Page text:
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What is Unintentional Weight Loss?

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  • Written By: Mary McMahon
  • Edited By: O. Wallace
  • Last Modified Date: 26 May 2018
  • Copyright Protected:
    2003-2018
    Conjecture Corporation
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Unintentional weight loss is weight loss which is not deliberately brought about through conscious choice and effort such as making modifications to a diet and exercise routine. When people experience unintentional weight loss, it is usually a sign that something is wrong, and it is a good idea to see a doctor to discuss the weight loss and the possible causes. This type of weight loss can involve loss of fat, body fluids, and muscle, depending on the underlying cause.

One of the most common causes for unintentional weight loss is an underlying illness which leads to loss of appetite or metabolic changes which cause someone to lose weight. Weight loss associated with chronic conditions like AIDS and cancer is known as cachexia, and it can become a serious complication of the disease. People can also lose weight as a result of medications being used to treat a disease, or from drug abuse, depression, malnutrition, chronic diarrhea, eating disorders, and infections.

Patients may not notice unintentional weight loss immediately. Common signs of weight loss include clothing which does not fit properly, or radical changes to the appearance of the face. Since patients are not deliberately setting out to lose weight, they are usually not looking for the early signs of weight loss, and a friend or family member may draw the patient's attention to the loss before the patient realizes what is going on.

When a patient sees a doctor for unintentional weight loss, he or she will usually be weighed to determine how much body weight has been lost, and an examination may be conducted to see where the weight is being lost. If the patient is currently in treatment for a disease which causes weight loss, or is taking medications linked with weight loss such as chemotherapy drugs, the doctor can use several techniques to approach the issue, from adjusting the patient's medication to providing supplemental nutrition.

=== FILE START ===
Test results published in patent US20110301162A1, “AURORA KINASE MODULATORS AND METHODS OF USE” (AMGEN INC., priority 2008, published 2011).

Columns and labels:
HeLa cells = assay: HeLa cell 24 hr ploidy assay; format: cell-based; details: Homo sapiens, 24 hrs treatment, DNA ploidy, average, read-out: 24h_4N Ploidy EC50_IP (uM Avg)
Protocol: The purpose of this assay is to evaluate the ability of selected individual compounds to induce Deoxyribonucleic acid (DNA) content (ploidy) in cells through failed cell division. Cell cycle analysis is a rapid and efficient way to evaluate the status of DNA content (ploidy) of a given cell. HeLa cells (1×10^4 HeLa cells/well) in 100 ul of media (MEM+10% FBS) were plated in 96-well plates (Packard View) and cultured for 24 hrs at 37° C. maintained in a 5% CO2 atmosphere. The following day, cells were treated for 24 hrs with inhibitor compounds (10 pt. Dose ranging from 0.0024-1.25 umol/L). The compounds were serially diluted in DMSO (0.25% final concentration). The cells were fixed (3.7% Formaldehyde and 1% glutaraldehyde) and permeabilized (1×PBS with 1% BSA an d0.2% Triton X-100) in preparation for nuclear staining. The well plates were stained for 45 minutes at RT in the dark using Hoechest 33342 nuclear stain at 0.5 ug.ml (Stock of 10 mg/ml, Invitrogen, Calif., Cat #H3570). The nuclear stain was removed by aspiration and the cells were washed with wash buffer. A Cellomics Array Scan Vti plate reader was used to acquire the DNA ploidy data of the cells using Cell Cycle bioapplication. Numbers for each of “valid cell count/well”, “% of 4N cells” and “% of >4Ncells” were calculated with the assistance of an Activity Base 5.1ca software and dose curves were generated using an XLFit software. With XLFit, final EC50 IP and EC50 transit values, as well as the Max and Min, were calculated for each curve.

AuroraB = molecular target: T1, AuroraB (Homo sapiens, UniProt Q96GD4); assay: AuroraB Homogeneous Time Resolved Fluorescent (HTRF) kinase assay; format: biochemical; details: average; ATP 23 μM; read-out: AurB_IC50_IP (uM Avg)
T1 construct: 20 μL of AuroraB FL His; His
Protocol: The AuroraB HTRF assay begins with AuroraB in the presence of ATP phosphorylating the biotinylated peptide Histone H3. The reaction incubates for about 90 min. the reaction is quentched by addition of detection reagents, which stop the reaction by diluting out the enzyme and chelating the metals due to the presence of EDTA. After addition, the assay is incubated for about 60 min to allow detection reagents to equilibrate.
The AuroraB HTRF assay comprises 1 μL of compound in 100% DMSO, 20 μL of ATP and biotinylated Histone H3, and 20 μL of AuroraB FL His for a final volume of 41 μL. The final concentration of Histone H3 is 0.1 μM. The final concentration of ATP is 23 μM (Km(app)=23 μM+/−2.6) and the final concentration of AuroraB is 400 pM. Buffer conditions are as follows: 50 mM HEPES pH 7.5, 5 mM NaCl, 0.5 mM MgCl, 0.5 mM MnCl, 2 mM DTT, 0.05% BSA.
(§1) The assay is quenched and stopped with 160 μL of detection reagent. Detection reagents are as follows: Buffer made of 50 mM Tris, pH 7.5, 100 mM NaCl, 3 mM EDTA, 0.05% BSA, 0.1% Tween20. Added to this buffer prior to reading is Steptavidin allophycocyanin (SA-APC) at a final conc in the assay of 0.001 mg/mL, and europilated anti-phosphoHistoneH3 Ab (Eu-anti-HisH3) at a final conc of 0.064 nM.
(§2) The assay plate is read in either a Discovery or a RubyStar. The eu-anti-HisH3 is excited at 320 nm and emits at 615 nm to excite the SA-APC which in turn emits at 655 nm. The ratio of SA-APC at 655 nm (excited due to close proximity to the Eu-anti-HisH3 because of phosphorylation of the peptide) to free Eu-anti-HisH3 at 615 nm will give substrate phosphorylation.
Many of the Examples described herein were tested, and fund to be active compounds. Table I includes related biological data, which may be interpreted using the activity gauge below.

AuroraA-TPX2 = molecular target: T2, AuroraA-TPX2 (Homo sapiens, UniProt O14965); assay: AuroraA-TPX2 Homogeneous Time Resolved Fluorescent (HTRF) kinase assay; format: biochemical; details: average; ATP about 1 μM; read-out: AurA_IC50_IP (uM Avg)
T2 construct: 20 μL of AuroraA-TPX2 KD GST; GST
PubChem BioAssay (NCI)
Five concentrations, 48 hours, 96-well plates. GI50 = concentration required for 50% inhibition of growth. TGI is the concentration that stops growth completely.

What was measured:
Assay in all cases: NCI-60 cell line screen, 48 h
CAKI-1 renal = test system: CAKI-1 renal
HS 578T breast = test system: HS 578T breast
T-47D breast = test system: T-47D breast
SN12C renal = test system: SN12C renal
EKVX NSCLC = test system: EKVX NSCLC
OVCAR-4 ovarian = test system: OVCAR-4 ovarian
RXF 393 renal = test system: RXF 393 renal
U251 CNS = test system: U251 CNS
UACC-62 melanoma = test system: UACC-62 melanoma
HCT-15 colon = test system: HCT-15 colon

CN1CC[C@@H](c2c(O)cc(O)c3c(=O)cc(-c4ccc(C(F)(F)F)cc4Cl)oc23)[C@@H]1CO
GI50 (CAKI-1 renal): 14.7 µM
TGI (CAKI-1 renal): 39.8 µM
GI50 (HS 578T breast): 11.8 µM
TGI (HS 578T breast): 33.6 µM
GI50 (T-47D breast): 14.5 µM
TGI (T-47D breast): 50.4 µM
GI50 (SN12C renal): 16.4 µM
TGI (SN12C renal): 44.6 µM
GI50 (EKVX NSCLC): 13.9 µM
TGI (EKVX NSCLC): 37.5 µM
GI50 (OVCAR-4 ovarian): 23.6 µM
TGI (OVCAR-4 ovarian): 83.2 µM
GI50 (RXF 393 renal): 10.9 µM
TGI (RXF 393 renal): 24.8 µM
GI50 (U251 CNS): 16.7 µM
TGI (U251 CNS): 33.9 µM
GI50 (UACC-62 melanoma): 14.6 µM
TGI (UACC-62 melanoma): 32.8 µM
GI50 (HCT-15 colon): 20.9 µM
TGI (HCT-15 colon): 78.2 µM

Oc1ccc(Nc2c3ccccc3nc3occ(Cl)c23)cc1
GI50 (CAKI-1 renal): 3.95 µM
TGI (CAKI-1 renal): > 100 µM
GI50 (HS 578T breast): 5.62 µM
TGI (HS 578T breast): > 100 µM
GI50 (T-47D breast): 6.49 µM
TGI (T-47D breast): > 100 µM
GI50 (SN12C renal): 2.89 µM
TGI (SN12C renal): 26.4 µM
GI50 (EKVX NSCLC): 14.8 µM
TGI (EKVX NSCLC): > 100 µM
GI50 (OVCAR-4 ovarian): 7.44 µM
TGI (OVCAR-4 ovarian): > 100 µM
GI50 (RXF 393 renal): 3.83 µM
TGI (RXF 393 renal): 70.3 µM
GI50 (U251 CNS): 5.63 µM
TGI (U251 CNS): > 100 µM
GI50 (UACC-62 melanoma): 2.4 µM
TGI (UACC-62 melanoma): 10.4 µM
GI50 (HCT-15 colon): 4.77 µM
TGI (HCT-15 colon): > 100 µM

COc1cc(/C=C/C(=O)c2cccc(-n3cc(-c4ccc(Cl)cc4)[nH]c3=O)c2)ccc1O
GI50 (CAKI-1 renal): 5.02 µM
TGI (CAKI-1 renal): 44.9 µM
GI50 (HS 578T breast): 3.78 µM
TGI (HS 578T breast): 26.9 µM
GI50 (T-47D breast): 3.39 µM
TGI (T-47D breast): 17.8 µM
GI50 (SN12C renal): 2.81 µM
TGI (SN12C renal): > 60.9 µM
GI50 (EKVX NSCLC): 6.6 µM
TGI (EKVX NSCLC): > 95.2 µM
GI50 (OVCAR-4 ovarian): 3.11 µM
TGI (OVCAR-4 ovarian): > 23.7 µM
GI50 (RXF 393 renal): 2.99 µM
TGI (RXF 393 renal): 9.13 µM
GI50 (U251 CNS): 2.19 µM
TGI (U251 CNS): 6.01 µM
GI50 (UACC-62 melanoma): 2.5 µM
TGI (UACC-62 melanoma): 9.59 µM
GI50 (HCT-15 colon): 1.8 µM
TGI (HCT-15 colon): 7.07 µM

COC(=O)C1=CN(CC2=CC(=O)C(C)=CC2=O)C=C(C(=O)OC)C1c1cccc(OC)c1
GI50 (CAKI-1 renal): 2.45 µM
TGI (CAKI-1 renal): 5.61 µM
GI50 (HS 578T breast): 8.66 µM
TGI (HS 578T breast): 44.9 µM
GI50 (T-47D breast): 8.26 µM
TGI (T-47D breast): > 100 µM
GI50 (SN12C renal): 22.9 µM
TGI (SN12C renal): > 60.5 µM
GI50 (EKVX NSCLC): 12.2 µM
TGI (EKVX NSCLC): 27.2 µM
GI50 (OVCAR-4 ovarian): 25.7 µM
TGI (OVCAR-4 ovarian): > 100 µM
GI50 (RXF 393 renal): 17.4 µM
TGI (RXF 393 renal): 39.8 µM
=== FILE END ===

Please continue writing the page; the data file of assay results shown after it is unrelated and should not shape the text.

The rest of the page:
In cases where there is no explanation for the unintentional weight loss, the doctor will conduct a patient interview and use medical tests to try and determine the cause. Once a cause has been found, the doctor can make treatment recommendations which will address the weight loss as well as the source of the problem. Patients should make sure to mention any and all associated symptoms and issues, as even something seemingly unimportant can be a useful clue when a doctor is examining a patient who has lost weight unexpectedly.

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tigers88
Post 1

I experienced unintentional weight loss when I was in the Peace Corps. I was sent to a village in Nariobi to assist with promoting sanitation practices. I was living in the village and doing everything the villagers did.

Between the limited diet and the constant exercise I started losing weight immediately. I came back from the peace corps 25 pounds lighter than when I went. This would have been great if I was trying to loose weight, but I was healthy and pleased with my looks before I went. They were 25 pounds I wasn't trying to get rid of.

When I got back to the states I actually had to eat a high fat high carb diet for about a month to bring my weight up.

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